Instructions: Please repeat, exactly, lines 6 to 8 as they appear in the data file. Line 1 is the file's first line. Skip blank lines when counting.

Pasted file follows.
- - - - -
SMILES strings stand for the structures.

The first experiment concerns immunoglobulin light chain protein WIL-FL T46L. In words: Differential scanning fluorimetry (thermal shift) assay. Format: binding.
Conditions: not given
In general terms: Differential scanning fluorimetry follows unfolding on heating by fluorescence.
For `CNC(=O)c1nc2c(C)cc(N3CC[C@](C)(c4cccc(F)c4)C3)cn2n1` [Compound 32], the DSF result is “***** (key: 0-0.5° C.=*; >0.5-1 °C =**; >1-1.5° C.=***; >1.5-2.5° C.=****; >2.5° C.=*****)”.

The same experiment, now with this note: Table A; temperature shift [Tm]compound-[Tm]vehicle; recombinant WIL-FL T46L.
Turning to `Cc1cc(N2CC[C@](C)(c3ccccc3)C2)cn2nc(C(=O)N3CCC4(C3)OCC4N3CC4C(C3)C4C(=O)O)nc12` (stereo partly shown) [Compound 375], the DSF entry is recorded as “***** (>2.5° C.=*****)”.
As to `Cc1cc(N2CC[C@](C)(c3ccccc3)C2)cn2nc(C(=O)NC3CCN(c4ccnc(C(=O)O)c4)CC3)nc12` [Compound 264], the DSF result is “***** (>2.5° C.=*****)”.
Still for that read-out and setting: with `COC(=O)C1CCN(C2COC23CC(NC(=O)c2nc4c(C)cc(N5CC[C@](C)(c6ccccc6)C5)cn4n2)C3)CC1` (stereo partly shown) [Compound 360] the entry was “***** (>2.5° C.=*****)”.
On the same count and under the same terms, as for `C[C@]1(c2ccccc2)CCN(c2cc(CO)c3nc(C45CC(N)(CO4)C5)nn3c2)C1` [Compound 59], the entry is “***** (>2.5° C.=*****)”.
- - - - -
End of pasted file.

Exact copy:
The same experiment, now with this note: Table A; temperature shift [Tm]compound-[Tm]vehicle; recombinant WIL-FL T46L.
Turning to `Cc1cc(N2CC[C@](C)(c3ccccc3)C2)cn2nc(C(=O)N3CCC4(C3)OCC4N3CC4C(C3)C4C(=O)O)nc12` (stereo partly shown) [Compound 375], the DSF entry is recorded as “***** (>2.5° C.=*****)”.
As to `Cc1cc(N2CC[C@](C)(c3ccccc3)C2)cn2nc(C(=O)NC3CCN(c4ccnc(C(=O)O)c4)CC3)nc12` [Compound 264], the DSF result is “***** (>2.5° C.=*****)”.